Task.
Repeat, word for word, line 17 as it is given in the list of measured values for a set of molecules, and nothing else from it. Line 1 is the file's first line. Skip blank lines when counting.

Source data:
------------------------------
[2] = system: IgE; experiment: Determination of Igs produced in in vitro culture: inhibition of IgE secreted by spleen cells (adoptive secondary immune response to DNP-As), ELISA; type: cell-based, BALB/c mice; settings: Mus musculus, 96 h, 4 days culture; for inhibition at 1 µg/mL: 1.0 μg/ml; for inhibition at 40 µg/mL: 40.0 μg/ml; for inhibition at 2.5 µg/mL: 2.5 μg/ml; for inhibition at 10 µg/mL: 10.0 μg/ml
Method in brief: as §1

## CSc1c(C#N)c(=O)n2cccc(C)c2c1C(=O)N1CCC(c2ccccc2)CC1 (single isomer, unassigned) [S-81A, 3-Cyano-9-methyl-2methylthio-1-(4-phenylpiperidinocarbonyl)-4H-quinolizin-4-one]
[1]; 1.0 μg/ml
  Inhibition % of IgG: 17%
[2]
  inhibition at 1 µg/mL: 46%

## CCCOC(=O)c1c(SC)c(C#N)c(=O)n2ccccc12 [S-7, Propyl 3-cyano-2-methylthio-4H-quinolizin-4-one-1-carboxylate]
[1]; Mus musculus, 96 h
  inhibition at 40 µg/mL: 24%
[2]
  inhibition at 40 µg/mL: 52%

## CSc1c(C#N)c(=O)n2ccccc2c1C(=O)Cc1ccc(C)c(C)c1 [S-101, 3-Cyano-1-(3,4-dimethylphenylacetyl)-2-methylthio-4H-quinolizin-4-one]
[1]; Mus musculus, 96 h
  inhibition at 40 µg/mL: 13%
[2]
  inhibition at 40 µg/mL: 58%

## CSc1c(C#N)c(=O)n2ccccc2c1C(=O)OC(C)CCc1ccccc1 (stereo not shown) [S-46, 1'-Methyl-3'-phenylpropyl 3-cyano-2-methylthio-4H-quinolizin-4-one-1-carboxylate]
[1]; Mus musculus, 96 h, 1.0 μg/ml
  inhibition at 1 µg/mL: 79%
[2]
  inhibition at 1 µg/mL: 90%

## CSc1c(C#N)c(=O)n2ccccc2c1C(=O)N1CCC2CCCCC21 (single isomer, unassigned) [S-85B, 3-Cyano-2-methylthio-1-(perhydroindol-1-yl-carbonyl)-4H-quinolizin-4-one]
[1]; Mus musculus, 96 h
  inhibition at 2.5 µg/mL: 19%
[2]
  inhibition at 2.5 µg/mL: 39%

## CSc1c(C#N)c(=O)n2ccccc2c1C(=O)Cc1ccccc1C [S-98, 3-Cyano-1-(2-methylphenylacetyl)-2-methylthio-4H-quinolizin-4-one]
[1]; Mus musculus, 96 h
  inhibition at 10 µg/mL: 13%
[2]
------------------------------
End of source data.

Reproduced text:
  inhibition at 40 µg/mL: 58%